Provided employers use appropriate, non-discriminatory, criteria to choose who is granted Furlough Leave, it is possible for an employer to lawfully furlough only part of the workforce. There is no mandatory process. However, a clear business rationale is likely to offer protection from allegations of discrimination (see below) and unfairness if redundancies or dismissal/re-engagement on new terms becomes necessary.

Any procedure an employer decides to follow is likely to depend on its current financial situation. If the employer needs to urgently furlough employees or make them redundant in order to be able to continue to trade, a limited selection procedure, carried out on an urgent basis, is likely to be justifiable. However, where an employer does not have immediate financial concerns, it is likely to be more reasonable for it to follow a more comprehensive procedure.

Employers may want to ask for volunteers first.

Employers could draw up a matrix of objective criteria in a similar way to redundancy scoring, although it is unlikely that anything as formal as this is required.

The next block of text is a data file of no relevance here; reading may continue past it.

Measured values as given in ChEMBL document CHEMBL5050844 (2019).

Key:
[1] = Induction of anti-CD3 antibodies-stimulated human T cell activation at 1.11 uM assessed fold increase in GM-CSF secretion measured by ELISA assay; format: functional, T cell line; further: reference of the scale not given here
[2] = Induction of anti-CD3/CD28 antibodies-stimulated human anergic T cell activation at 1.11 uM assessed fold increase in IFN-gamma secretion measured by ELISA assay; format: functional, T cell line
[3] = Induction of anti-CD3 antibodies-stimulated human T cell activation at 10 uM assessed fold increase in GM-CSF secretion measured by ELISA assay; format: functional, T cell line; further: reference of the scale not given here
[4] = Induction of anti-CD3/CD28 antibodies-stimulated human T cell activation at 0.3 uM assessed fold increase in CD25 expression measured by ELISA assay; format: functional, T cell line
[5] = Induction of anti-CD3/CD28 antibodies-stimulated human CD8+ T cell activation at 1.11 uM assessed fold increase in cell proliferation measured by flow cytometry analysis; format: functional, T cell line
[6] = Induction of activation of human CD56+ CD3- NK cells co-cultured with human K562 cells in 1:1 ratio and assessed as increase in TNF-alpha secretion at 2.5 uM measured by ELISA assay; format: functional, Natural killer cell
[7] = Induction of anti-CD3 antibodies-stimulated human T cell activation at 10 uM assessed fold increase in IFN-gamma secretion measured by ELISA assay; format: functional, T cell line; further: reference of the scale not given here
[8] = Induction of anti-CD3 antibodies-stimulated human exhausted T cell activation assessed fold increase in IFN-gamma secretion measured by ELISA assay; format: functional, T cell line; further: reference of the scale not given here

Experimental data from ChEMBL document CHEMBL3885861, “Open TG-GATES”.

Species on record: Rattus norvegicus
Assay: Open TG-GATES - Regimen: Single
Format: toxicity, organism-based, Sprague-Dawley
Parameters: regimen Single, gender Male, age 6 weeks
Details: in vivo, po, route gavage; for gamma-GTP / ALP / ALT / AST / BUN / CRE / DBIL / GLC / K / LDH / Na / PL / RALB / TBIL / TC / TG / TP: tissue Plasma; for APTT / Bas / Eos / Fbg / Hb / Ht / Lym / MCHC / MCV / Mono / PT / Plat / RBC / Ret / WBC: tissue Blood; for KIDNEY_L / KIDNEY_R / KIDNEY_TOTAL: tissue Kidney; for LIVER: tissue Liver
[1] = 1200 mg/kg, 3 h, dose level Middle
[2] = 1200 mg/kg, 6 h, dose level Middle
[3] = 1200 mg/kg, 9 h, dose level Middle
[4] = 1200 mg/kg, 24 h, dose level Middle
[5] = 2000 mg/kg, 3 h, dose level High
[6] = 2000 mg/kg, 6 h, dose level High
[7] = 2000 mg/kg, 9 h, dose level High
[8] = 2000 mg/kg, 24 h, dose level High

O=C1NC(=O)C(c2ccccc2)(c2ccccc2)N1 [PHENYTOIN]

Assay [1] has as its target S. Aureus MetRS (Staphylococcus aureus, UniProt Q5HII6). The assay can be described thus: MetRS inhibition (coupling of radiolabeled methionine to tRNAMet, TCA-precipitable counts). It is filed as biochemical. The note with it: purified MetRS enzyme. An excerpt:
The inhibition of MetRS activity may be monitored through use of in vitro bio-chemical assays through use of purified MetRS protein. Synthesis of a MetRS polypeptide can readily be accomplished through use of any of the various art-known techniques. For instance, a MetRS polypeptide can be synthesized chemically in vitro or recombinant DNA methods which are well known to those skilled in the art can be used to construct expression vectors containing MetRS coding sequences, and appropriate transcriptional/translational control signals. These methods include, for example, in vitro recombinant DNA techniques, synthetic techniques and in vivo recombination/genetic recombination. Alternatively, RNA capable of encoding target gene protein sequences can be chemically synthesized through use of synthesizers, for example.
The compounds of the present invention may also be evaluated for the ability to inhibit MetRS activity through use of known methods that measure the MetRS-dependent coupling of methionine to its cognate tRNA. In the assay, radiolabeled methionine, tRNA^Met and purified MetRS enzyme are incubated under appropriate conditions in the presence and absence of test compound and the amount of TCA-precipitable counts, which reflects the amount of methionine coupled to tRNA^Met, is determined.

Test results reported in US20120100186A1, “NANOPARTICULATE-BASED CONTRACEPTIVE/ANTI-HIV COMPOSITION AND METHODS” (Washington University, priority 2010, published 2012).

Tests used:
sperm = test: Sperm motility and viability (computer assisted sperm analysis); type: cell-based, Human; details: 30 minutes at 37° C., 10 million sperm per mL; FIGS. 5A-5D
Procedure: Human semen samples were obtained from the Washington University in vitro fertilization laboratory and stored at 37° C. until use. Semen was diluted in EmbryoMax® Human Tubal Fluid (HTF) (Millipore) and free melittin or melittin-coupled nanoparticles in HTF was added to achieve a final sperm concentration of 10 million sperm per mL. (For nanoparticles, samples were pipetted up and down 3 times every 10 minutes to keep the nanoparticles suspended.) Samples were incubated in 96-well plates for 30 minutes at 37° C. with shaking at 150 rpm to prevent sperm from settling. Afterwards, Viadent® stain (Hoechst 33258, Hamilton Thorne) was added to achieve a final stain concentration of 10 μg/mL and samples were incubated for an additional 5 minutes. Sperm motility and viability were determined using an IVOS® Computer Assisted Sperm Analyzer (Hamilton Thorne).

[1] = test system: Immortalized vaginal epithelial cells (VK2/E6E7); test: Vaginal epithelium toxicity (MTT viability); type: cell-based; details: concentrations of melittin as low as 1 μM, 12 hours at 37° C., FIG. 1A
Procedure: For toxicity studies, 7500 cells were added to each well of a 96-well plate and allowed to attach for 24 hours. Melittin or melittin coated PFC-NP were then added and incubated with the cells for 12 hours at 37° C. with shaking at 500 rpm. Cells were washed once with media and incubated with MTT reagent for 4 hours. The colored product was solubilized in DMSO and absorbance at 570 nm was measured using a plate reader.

Employers should ensure that their decisions on who to select for Furlough Leave are not based on discriminatory criteria. General practices, policies or rules applying equal to all (but which may have a worse effect on some people because of their protected characteristics than others i.e. indirectly discriminatory) may be capable of objective justification. Direct discrimination cannot be justified save in the case of age. Age is unique in the nine protected characteristics as direct discrimination on the basis of age is also capable of objective justification. For example, it will be directly discriminatory for employers to use age as a criteria and select employees over 70. However, such action may be justified as a proportionate means of achieving the legitimate aim of protecting the health and safety of vulnerable employees, as identified in Government guidance.

11. Can an employer rotate furlough leave between its employees?

Employees must be furloughed for a minimum of three weeks. Subject to this, employees can move on and off Furlough Leave. Rotating employees may assist employee relations.

12. Can an employee request their employer puts them on to Furlough Leave?

Yes, but the employer does not have to agree. It is for the employer to designate.

It seems that an employer can also utilise redundancy. However, it is hoped that in most cases, furlough will be the preferred alternative allowing for cooperation between employers and employees for the benefit of all.